Clean audits for just 9% of SA's municipalities

Irregular expenditure was reported in 83% of municipalities audited, mainly in the area of how they buy their goods and handle their tenders. (Oupa Nkosi, M&G)

Irregular expenditure was reported in 83% of municipalities audited, mainly in the area of how they buy their goods and handle their tenders. (Oupa Nkosi, M&G)

Auditor general Kimi Makwetu has highlighted systemic problems with supply chain management as a recurring problem in municipalities, although the number of municipalities receiving clean audits is improving.

Makwetu released the municipal audit results for the 2012-2013 financial year in Pretoria on Tuesday.

“Out of the 319 audits completed, 22 municipalities and eight municipal entities achieved clean audits. This constitutes an overall 9% as compared to the 5% obtained in 2012. And, amongst the 30 clean audits, 13 have sustained this achievement since 2011-2012,” Makwetu said.

Makwetu commended the Western Cape and KwaZulu-Natal specifically for outperforming the other provinces in terms of the number of municipalities that received clean audits.

In 90% of cases, Makwetu said, there were instances where those audited had not complied with laws or regulations.
These often related to the area of supply chain management. Irregular expenditure was reported at 265 of the auditees (83%), mainly because of the “lack of basic controls and inadequate implementation of appropriate consequences where there has been poor performance or transgressions”.

Opaque transactions
In total, 18% of municipalities received disclaimers of opinion. This is where the auditor general could find no supporting statements to justify the money they spent, and essentially could not perform an audit. And 41% of municipalities fell somewhere in the middle – receiving financially unqualified opinions with findings. This means that, although they generally accounted fairly for their transactions, the auditor general could not give them a clean audit.

These “findings” were mainly in the areas of supply chain management, that is, how municipalities buy goods and handle tenders. These transactions were not handled “transparently”, Makwetu said.

A quarter of auditees received qualified audit opinions. Makwetu said this means that they were “unable to adequately and accurately account for all the financial effects of the transactions and activities they conducted”, and the financial statements they presented were sometimes unreliable.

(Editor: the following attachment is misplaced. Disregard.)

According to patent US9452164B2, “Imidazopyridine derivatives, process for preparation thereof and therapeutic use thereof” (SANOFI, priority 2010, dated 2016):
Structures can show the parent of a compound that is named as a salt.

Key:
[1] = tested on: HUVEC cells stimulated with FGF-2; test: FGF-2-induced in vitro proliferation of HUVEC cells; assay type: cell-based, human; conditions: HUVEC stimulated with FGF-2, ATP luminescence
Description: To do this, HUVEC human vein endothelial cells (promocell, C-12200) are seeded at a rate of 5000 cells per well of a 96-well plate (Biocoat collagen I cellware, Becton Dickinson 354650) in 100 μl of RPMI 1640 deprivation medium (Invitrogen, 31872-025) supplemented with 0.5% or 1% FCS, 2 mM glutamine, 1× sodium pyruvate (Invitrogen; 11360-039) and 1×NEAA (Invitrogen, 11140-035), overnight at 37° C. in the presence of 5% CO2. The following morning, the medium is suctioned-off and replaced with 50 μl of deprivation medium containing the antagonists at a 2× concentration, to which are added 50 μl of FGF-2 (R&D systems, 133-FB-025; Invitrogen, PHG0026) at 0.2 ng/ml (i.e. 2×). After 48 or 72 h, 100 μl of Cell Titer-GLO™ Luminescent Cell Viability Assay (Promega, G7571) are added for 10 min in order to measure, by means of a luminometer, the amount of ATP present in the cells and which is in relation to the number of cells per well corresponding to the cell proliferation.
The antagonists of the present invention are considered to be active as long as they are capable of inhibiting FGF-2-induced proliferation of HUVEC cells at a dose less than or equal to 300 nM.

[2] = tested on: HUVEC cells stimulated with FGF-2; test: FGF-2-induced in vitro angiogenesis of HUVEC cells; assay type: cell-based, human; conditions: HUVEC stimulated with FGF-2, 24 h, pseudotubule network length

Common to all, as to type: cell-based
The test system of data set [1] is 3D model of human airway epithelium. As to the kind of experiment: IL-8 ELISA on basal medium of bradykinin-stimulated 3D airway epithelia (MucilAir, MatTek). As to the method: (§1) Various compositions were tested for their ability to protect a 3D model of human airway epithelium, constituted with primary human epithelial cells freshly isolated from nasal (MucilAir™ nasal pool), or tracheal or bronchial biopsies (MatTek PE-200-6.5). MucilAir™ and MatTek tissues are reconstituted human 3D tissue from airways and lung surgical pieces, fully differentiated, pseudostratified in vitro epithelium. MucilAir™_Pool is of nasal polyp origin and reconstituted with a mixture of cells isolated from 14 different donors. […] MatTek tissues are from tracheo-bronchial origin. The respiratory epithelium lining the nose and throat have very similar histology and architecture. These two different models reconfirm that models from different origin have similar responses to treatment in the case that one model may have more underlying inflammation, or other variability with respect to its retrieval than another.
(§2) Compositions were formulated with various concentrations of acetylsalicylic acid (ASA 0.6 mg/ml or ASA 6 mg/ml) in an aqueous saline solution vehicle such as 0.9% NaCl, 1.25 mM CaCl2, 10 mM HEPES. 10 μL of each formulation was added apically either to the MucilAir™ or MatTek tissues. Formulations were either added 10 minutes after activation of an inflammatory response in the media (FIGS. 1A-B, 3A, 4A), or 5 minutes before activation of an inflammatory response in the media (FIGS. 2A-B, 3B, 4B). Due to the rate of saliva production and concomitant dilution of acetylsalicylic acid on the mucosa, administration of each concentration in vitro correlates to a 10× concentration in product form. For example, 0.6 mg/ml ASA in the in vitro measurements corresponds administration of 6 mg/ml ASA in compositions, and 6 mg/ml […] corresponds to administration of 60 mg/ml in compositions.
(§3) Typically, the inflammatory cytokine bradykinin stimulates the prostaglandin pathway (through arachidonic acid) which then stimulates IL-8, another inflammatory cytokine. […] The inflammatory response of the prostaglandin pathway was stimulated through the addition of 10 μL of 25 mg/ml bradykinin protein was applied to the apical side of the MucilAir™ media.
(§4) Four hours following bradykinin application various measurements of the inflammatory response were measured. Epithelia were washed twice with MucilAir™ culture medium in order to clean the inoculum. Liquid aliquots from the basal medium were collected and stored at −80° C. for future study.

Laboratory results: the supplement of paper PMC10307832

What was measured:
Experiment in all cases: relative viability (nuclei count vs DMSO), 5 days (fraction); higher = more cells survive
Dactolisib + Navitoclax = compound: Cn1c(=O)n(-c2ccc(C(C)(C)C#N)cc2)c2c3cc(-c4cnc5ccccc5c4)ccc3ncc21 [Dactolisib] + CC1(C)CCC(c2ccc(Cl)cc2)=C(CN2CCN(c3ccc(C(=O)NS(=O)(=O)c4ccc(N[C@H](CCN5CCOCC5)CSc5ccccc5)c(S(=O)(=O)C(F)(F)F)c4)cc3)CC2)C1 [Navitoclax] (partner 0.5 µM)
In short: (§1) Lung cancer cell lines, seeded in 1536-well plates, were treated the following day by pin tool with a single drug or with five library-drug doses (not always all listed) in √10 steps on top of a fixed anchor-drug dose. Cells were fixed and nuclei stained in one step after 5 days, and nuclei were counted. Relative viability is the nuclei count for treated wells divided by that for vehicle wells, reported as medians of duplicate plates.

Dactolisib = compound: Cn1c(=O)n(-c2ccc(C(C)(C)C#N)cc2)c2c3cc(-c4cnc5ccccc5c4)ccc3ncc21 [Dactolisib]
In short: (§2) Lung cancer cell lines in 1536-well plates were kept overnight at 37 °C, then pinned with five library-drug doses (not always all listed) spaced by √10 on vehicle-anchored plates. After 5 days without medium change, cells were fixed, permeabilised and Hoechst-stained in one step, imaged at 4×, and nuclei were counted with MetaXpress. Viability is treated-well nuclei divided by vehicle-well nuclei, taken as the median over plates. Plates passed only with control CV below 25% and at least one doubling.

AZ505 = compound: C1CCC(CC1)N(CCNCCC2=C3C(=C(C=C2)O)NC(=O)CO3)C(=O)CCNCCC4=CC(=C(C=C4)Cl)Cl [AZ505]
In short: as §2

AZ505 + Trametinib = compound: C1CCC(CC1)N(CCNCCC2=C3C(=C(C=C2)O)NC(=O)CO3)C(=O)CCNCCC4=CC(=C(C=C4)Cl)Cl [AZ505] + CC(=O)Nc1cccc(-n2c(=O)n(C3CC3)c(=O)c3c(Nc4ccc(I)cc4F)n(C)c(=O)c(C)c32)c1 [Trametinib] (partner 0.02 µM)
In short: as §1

Again, many auditees in this category did not obey the rules for supply chain management, as well as made “inappropriate reporting on performance”.

Lack of accountability
A further 2% of auditees received an adverse opinion, which is similar to a qualified opinion, except that those with qualified opinions had findings against them only in specific categories. An adverse opinion showed that the auditee had “demonstrated extreme levels of lack of accountability for financial statements”, which would result in service delivery programmes not being achieved.

Makwetu found a total of R11.6-billion in irregular expenditure across auditees: R8-billion for goods and services received without proper procurement procedures being followed. The remaining R3.6-billion was labelled as irregular expenditure because there was no supporting documentation to demonstrate that goods and services were legitimately purchased.

But Makwetu said he was encouraged by the responses of local government politicians. This included premiers, MECs and chairpersons of portfolio committees in the provincial legislatures. “All these leaders have recognised the importance of prioritising these basic but very significant actions for municipalities,” he said.

Sarah Evans

Sarah Evans

Sarah Evans interned at the Diamond Fields Advertiser in Kimberley for three years before completing an internship at the Mail & Guardian Centre for Investigative Journalism (amaBhungane). She went on to work as a Mail & Guardian news reporter with areas of interest including crime, law, governance and the nexus between business and politics.  Read more from Sarah Evans

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